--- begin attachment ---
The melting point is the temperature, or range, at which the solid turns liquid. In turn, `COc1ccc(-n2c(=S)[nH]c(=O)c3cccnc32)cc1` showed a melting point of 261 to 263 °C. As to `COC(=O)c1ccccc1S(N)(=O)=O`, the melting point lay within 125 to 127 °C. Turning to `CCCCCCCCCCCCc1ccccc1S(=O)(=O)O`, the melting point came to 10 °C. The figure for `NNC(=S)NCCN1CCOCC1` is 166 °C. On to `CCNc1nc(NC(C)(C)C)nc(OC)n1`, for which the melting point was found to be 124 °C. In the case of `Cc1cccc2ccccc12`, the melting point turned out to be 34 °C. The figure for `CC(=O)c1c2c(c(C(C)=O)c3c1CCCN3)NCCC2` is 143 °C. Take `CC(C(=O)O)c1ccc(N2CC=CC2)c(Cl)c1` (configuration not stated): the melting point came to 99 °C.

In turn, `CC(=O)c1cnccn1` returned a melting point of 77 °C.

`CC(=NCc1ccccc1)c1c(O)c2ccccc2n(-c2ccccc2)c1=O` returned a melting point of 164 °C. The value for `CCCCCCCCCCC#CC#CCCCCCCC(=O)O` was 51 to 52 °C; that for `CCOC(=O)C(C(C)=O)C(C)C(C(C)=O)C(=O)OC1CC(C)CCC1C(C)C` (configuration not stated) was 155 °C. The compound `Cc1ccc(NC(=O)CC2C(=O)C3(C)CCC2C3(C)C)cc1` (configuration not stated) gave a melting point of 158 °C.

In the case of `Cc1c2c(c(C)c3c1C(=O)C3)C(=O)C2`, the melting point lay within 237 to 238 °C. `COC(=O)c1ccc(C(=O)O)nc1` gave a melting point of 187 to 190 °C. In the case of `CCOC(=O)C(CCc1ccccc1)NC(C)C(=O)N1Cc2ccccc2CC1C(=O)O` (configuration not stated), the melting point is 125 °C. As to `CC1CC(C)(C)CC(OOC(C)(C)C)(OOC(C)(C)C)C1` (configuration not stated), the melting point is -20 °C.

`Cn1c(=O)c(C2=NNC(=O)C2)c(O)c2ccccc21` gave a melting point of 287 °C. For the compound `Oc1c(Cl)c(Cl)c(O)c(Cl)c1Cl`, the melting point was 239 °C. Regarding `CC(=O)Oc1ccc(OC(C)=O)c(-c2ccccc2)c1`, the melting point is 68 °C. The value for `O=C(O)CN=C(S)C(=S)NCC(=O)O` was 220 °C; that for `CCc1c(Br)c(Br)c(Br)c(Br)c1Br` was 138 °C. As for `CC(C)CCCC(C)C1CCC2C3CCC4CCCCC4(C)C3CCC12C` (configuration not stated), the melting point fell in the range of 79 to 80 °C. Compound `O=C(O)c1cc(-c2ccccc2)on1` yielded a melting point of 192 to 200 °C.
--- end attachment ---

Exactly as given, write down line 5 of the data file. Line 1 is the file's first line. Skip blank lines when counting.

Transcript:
`Cn1c(=O)c(C2=NNC(=O)C2)c(O)c2ccccc21` gave a melting point of 287 °C. For the compound `Oc1c(Cl)c(Cl)c(O)c(Cl)c1Cl`, the melting point was 239 °C. Regarding `CC(=O)Oc1ccc(OC(C)=O)c(-c2ccccc2)c1`, the melting point is 68 °C. The value for `O=C(O)CN=C(S)C(=S)NCC(=O)O` was 220 °C; that for `CCc1c(Br)c(Br)c(Br)c(Br)c1Br` was 138 °C. As for `CC(C)CCCC(C)C1CCC2C3CCC4CCCCC4(C)C3CCC12C` (configuration not stated), the melting point fell in the range of 79 to 80 °C. Compound `O=C(O)c1cc(-c2ccccc2)on1` yielded a melting point of 192 to 200 °C.